We've Built a Library -- Now Let's Open It

An Essay of the LISNews Summer Series

I'm a conflicted person, it would seem. I regularly use, and encourage the use of, open source software. In some settings -- public computing, thin client, and cloud environments -- there isn't, in my mind, any closed system that comes close to delivering what an open platform offers.

I believe heartily that open source code benefits both developers and end-users -- in perpetuity. Open source development efforts can (and do) die -- but the application, the code, the vital organs that sustained it during development live on. An abandoned open source software project is much like what the medical profession calls a beating heart cadaver. I learned this from Mary Roach's book Stiff: The Curious Lives of Human Cadavers.

The fact that I read books about corpses that have more of a life than I do isn't what makes me a conflicted soul. The fact that I read it on my second generation Kindle most certainly does.

There'd been a relatively low key skirmish surrounding the Kindle for some time. It only recently became a full-fledged battle in the eyes of the general public when pirated ebooks sold via Amazon were removed from the devices (the purchase price was refunded). Many people suddenly (finally?) began to wonder if they really owned the books on the device.

No, they don't. While the reasons I decided to purchase a Kindle were varied (and surprisingly complex), it was partly because I was pleased in regards to how much I did own the content I bought.

Yes, it uses a closed file format (as well as copy protection software). To keep with our morbid metaphor: If closed software is a mortal entity, then closed formats are the "Not an organ donor" directive penned on a "Do not resuscitate" form. Closed formats are bad, kids. They are, and I say that without reservation. I say it feeling the appropriate amount of hypocrisy, guilt, and with the realization that admitting I know I don't really own the books makes this all sound even more naive.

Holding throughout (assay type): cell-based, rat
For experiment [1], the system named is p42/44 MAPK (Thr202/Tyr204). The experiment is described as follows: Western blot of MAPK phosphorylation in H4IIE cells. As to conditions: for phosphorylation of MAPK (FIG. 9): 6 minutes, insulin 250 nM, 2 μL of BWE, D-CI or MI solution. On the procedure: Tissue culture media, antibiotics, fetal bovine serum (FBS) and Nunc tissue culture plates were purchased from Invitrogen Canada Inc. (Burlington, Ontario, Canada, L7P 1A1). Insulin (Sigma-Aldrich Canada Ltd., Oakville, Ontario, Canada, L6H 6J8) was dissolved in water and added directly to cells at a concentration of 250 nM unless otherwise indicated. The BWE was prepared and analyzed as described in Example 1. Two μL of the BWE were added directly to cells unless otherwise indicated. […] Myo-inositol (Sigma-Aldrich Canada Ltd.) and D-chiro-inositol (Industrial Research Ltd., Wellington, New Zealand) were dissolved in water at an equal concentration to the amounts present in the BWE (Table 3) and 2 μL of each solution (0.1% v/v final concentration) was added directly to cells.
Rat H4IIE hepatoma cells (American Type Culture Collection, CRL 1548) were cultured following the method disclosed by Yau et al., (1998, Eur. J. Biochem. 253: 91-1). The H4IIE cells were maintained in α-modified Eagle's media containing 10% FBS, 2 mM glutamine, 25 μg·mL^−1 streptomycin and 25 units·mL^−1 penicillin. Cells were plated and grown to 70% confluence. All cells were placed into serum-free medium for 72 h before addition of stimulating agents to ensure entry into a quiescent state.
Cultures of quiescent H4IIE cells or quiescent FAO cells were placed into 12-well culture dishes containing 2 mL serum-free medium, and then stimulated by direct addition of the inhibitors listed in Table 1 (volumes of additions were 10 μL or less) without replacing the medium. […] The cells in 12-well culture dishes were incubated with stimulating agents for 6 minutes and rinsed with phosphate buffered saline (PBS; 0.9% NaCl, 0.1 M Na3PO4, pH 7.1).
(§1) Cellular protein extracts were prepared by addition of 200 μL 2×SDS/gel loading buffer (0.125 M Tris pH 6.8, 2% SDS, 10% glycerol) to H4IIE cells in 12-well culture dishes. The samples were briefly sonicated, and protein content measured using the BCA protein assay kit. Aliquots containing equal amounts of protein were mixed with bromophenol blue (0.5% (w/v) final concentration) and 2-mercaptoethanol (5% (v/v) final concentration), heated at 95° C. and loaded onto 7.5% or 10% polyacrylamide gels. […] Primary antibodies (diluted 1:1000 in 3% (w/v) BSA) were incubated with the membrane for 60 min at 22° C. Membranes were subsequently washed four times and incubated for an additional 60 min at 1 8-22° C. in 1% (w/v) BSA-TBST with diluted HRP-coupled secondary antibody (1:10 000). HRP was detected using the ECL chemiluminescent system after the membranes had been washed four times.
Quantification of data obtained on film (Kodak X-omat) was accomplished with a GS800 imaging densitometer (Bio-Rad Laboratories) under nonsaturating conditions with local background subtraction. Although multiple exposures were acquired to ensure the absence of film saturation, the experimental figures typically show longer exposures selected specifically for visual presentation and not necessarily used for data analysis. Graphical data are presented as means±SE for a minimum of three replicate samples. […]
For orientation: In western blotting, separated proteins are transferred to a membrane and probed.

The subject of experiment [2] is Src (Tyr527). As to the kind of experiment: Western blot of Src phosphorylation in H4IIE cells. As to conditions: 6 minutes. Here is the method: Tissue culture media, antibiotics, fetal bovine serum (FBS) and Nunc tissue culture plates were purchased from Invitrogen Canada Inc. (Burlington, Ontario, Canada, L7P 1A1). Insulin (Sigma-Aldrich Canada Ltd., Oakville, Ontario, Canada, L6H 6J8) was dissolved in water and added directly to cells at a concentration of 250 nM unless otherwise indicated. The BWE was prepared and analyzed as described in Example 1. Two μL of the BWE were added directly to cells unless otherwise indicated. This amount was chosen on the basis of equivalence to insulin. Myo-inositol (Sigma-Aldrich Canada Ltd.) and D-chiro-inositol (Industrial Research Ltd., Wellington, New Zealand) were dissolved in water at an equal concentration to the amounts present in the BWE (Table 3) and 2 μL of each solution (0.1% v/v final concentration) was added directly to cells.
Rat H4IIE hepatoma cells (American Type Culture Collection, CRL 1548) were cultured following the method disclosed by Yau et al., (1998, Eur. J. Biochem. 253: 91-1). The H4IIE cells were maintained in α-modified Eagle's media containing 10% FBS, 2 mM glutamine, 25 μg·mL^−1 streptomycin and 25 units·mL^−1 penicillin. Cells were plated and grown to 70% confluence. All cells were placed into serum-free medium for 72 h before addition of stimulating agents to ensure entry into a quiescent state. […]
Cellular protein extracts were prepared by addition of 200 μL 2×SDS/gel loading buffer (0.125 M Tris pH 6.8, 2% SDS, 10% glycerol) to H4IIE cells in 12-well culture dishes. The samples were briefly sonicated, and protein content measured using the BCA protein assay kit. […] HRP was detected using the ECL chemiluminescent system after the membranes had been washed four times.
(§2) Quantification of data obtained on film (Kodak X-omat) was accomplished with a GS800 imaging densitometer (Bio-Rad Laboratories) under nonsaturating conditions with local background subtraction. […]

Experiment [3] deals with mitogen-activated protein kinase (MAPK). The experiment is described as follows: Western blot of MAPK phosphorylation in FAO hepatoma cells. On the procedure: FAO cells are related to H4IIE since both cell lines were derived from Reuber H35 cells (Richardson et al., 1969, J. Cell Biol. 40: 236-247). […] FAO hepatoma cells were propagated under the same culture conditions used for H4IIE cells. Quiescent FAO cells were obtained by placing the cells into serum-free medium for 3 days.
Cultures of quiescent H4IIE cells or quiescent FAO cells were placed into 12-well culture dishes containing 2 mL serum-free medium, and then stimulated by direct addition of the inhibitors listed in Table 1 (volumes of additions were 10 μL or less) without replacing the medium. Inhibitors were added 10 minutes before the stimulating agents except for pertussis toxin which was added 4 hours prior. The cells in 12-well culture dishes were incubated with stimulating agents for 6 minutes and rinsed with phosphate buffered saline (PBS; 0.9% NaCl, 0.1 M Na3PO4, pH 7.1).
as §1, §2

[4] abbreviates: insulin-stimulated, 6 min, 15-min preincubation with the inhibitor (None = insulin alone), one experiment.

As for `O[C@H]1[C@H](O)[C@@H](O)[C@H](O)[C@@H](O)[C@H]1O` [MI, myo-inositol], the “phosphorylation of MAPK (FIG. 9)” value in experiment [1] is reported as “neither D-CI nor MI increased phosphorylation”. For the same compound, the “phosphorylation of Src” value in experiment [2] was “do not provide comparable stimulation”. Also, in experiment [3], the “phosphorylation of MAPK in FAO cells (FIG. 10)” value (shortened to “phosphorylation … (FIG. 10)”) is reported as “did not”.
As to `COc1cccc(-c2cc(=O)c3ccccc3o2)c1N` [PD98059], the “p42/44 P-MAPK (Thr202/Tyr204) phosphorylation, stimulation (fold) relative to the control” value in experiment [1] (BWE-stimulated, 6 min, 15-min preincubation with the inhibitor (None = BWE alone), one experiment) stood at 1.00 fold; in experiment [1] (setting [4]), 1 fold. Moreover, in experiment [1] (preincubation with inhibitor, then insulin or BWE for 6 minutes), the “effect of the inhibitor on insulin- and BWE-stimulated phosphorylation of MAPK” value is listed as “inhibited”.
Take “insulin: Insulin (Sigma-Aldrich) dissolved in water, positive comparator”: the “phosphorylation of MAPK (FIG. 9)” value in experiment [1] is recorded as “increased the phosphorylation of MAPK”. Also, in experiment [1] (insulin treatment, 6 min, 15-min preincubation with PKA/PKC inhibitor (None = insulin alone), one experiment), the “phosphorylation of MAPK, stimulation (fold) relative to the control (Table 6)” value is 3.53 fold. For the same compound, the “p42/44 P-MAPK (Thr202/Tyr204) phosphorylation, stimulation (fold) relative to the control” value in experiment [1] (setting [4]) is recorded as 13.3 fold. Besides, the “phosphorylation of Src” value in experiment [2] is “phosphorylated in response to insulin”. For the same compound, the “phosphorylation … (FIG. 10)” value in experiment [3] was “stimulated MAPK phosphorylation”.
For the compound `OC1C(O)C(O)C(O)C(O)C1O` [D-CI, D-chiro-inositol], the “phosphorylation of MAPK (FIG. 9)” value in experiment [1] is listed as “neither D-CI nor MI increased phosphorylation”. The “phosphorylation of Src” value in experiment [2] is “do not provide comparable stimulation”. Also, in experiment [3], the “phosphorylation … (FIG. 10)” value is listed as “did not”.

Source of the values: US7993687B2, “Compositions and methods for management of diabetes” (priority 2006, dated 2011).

Amazon, though using a closed format of death, allows syncing to multiple Kindles (or iPhone/iPod Touch devices running the Kindle app) registered to my account. It allows me to register or de-register devices, delete, and re-download purchased content indefinitely. It is closed, it is copy protected, and it is most decidedly not ideal, but it is miles ahead of where the music industry was with DRM-protected MP3s only a few years ago.

I am hoping Amazon eventually does the right thing and opens the Kindle file format -- not the firmware, not any little unique to the Kindle hardware features (it'd be nice, but is admittedly unrealistic). I believe it will happen, and that the technology has to progress through these restrictive, closed stages. It's critical that this happen now, as content merges from the purely physical form into the "born digital" state.

Why? Simple. While a proprietary hardware/software vendor closing up shop means losing a device or application, a no-longer-supported proprietary file format means losing information. As new technologies take shape, catch on, and people experience this firsthand, vendors will be pressured to ensure content is available now -- and in the future. If a device or application is lost to the ages, it may well have been inevitable. If the information produced by those using the device is lost -- that is simply unconscionable.

Kristin Shoemaker ("shoe") is the collective effort of the Simmons GSLIS development project. Constantly in need of either a warm reboot (or at least a Ctrl-Alt-Bksp and restart of the graphical server), she is a contributor at OStatic, the GigaOM network's open source portal.

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